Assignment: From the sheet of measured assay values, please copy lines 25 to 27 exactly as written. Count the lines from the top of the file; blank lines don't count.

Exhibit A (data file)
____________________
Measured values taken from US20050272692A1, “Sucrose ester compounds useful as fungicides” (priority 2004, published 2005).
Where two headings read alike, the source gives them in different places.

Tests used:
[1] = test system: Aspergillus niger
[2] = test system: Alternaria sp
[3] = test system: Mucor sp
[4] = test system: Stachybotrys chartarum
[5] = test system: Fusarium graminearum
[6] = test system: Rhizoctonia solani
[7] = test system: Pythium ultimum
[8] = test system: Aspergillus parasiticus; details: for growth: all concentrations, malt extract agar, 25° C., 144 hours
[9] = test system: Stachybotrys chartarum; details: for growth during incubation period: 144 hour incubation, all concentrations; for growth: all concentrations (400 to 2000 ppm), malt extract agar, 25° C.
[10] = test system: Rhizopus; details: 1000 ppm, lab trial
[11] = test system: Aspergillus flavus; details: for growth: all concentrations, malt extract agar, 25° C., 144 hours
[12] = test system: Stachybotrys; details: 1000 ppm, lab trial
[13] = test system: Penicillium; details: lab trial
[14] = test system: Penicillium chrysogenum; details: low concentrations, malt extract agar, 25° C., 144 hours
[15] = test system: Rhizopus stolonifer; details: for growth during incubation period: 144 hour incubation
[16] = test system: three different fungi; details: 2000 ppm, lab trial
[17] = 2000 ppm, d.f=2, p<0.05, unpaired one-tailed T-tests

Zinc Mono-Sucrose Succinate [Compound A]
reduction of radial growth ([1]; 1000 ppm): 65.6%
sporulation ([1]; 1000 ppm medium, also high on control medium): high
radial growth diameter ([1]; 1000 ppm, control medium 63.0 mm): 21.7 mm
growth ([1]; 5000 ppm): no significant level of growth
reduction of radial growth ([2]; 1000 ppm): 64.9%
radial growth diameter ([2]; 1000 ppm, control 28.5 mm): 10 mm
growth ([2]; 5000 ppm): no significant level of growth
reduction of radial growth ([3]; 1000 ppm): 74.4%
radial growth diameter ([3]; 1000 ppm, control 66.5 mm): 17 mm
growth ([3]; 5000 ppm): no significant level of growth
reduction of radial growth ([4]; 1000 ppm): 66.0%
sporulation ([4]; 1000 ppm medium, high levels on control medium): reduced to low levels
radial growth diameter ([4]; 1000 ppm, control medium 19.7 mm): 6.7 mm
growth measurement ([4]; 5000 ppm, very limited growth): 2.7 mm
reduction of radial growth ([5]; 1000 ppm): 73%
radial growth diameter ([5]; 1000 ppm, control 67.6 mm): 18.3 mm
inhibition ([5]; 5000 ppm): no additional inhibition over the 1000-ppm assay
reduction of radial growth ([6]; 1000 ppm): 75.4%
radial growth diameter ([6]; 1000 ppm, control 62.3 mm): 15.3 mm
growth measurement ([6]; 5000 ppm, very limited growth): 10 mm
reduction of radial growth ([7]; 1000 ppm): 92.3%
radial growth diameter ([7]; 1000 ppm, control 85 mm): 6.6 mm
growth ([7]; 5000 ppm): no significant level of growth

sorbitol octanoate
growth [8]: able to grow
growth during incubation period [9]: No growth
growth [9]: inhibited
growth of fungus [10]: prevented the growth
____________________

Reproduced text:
growth ([1]; 5000 ppm): no significant level of growth
reduction of radial growth ([2]; 1000 ppm): 64.9%
radial growth diameter ([2]; 1000 ppm, control 28.5 mm): 10 mm